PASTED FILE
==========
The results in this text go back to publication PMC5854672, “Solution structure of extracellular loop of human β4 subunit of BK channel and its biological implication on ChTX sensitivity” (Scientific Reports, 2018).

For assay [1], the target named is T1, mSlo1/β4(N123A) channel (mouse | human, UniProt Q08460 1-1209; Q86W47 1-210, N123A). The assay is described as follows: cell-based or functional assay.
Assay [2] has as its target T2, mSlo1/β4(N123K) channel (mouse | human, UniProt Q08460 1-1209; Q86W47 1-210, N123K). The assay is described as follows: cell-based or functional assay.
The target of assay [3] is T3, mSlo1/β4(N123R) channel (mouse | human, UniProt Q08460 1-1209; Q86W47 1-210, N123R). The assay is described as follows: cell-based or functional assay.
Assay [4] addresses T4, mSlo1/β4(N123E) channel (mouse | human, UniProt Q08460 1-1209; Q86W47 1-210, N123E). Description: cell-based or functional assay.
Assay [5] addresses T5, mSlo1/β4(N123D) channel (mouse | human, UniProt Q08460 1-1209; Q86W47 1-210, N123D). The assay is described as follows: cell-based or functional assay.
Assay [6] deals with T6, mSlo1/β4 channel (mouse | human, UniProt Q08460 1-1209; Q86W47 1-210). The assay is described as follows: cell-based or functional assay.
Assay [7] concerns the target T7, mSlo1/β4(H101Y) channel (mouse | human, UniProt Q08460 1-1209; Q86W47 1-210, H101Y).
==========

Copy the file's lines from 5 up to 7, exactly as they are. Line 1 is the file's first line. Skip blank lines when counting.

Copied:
Assay [4] addresses T4, mSlo1/β4(N123E) channel (mouse | human, UniProt Q08460 1-1209; Q86W47 1-210, N123E). Description: cell-based or functional assay.
Assay [5] addresses T5, mSlo1/β4(N123D) channel (mouse | human, UniProt Q08460 1-1209; Q86W47 1-210, N123D). The assay is described as follows: cell-based or functional assay.
Assay [6] deals with T6, mSlo1/β4 channel (mouse | human, UniProt Q08460 1-1209; Q86W47 1-210). The assay is described as follows: cell-based or functional assay.